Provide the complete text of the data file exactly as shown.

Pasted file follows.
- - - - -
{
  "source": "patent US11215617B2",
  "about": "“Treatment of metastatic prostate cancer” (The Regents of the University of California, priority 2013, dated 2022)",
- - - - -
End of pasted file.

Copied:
{
  "source": "patent US11215617B2",
  "about": "“Treatment of metastatic prostate cancer” (The Regents of the University of California, priority 2013, dated 2022)",